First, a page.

Chris Derrick Out Of Chicago Marathon
Running in the Bobby Crim 10-Miler in Michigan in late August, pointing towards the Chicago Marathon, Chris Derrick stepped in a pothole and the result wasn’t pretty. “I’ve sprained my right ankle a few times before, so I thought it was a sprain,” he told Runner’s World. “I was full of adrenaline and mad about the race, so it didn’t feel that bad. I ended up walking on it a mile back to the start line where the medic tent was. By then, I could tell it was something worse than a sprain, because the swelling was different. Instead of my whole foot being swollen, I still had an ankle—all the swelling was around the fibula.”
The 28-year-old Stanford grad later posted on Instagram, “Recorded my first DNF today, but I think I got my money’s worth. I was running in the pack just before the mile and unfortunately could not see the ground ahead of me. I landed perfectly on the edge of a big ol’ pothole and fractured the head of my fibula. The kindly doctor who read my x-ray said that of the ankle fractures, this is the best one. So I got that going for me.” He’s optimistic he’ll be able to return in time for the OT Marathon at the end of February.
No van Niekerk At The World Champs
In early September 400 WR holder Wayde van Niekerk announced that he won’t be going for a 3-peat in Doha, as he’s still rehabbing from his late-2017 knee injury. “I’m still positive and I’m just taking things day by day, respecting all the calls made by the doctor and respecting my body,” he said in a sport24 report. “For me it’s just about listening to my body and taking it from there. My main goal is to look after my body and when the opportunity comes, I’ll take it. For now I’m not rushing myself or putting pressure on myself. I’m extremely happy and at peace with where I am.”
His doctor, Louis Holtzhausen, said, “The medical teams did all we could to have him ready for the IAAF World Championships, but it was just not possible. However, he has successfully returned to track training and all indications are that he will recover more rapidly from now on.”
New Tests Show Old Blood Doping
One of the favorite performance-enhancing techniques used by endurance athletes is “blood doping” whereby the athlete’s own blood is removed, then reinfused later to increase the red blood cell count. Research by the University Of Lausanne suggests that 18% of endurance athletes used such procedures at the ’11 & ’13 World Championships. Women apparently outnumbered men in this category, 22% to 15%. Agence France-Presse reports that the report’s authors had access to blood samples from 1222 athletes who took part in endurance events in Daegu and Moscow. The IAAF’s introduction of the “biological passport” in ’11, the report suggests, failed to significantly lower blood doping in 2013. But it added: “The further development of the Athlete Biological Passport with a careful monitoring of biological parameters still represents the most consistent approach to thwart athletes using undetectable prohibited substances or methods.”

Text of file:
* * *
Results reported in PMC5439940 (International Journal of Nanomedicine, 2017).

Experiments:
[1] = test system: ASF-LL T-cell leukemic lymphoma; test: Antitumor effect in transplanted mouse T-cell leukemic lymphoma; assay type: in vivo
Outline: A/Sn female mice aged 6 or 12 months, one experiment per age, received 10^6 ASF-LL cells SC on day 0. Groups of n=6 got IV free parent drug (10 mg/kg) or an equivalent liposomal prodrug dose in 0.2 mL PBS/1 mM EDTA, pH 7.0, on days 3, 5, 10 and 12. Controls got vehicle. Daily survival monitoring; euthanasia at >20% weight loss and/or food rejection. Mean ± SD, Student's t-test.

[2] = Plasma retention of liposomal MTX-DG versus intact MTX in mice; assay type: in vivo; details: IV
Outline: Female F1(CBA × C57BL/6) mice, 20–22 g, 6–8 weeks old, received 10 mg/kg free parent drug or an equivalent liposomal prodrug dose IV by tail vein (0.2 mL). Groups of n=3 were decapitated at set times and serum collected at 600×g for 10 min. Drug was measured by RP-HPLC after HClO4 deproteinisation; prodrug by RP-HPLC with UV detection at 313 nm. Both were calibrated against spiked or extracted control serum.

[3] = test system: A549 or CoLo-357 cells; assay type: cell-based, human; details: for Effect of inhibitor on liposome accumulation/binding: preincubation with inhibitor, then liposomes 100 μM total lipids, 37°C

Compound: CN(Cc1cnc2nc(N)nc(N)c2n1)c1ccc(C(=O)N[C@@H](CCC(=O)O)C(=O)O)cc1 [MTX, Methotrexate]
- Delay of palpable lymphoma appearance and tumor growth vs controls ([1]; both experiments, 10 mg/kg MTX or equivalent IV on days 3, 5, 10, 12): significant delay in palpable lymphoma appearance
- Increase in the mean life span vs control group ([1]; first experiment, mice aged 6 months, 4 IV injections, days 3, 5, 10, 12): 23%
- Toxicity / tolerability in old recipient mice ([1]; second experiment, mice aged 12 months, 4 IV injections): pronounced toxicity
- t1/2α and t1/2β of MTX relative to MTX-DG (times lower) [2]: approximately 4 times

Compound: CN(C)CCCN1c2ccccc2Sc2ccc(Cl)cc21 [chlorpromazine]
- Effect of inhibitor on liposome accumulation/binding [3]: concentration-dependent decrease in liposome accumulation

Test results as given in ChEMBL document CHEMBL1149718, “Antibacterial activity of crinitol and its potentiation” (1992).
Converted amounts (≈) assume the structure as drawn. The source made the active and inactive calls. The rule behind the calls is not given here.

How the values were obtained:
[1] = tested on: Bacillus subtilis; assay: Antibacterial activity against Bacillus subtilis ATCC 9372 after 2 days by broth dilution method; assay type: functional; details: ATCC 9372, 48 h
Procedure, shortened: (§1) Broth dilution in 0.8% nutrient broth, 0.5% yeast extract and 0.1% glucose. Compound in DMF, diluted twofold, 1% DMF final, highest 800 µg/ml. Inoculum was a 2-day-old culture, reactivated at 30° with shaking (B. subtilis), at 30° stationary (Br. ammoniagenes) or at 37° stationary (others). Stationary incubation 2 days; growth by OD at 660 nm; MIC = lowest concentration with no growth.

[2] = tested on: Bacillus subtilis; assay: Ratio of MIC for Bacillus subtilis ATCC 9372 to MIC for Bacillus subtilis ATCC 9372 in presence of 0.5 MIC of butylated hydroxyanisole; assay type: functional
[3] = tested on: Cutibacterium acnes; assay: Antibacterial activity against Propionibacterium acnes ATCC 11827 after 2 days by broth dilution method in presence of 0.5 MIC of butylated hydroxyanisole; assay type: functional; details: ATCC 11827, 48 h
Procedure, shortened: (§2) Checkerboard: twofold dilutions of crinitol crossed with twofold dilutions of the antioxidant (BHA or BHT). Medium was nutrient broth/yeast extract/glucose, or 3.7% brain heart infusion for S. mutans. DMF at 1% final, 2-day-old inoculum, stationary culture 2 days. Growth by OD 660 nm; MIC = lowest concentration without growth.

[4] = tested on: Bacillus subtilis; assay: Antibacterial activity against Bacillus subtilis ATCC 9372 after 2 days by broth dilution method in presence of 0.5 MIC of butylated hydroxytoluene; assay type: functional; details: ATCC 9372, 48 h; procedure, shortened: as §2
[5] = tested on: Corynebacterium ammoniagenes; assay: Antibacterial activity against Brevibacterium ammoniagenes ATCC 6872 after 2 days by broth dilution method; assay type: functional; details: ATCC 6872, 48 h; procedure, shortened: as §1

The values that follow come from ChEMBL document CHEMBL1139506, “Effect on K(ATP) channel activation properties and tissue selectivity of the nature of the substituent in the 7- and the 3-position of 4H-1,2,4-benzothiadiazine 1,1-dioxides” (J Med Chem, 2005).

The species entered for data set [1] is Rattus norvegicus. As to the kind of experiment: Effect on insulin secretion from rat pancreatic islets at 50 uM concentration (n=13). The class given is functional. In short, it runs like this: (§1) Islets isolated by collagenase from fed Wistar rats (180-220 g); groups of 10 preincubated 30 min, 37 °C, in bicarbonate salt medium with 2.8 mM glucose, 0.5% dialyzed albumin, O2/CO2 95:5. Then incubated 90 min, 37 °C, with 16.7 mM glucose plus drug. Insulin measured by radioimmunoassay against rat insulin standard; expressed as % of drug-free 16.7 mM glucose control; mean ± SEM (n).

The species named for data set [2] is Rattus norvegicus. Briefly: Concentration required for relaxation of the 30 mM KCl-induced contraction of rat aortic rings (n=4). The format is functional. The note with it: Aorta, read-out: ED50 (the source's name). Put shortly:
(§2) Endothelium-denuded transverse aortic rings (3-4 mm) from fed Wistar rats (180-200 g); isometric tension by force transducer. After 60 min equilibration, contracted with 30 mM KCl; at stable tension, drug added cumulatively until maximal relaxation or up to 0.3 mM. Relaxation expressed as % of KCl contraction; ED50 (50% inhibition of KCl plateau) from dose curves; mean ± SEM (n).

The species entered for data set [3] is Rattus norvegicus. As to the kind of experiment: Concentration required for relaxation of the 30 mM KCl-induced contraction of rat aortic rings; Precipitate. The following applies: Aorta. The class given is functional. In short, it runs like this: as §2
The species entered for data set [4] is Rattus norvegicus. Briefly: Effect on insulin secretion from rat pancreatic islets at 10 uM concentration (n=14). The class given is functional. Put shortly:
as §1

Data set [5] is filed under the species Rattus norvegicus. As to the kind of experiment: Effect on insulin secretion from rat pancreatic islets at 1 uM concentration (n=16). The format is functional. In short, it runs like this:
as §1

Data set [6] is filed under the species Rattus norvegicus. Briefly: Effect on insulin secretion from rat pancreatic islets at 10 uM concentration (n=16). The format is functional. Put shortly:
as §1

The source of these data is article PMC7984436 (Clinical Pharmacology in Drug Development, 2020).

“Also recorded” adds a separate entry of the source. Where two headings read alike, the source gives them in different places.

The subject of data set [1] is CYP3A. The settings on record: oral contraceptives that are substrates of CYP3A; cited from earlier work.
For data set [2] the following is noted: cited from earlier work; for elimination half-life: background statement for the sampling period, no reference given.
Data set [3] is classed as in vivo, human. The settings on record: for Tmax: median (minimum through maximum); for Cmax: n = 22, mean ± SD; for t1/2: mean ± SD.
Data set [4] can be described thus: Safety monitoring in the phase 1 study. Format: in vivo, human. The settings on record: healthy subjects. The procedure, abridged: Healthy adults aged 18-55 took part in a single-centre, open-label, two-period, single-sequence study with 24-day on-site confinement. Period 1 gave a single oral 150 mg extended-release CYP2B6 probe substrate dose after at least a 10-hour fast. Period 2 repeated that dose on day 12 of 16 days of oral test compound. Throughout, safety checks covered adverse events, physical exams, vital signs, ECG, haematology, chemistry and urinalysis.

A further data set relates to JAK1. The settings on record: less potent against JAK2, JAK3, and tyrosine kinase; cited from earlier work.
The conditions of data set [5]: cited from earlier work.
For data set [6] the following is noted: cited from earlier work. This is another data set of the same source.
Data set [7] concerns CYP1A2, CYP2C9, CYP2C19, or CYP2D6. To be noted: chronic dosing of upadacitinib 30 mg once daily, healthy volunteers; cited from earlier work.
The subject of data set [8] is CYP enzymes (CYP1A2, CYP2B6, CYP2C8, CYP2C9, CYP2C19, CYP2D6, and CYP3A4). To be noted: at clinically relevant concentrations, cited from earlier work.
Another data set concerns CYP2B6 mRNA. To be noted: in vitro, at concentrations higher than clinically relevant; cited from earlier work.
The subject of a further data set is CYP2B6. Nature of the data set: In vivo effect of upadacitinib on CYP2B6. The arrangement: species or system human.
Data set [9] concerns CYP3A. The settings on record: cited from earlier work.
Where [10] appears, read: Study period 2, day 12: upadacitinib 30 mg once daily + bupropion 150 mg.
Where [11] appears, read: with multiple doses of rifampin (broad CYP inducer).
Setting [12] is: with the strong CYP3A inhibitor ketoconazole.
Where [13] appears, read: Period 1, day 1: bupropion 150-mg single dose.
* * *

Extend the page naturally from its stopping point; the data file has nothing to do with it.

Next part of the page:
Another Look At A Diack Contract
The fallout in the Lamine Diack case has continued with the news that the controversial 10-year marketing and media rights partnership with the Japanese firm Dentsu was renegotiated by the IAAF in 2018, after Diack’s departure from the international governing body. The contract was unilaterally signed by Diack shortly before the end of his IAAF presidency. There had not been any bidding process. Few details are available about the renegotiation, but there has been speculation that the changes are tied to the profit-sharing formula as well as the levels of collaboration.
According to SportBusiness, the original contract contained “unusual provisions” that are not standard practice.
Meanwhile, French investigators have asked the Swiss to raid the offices of Athletic Management Services, charging that AMS played a “central and essential role” in embezzling funds from the IAAF. According to the indictment, AMS ceded certain rights to a firm controlled by Papa Massata Diack, the son of the IAAF president, which allowed him to earn “exorbitant” commissions.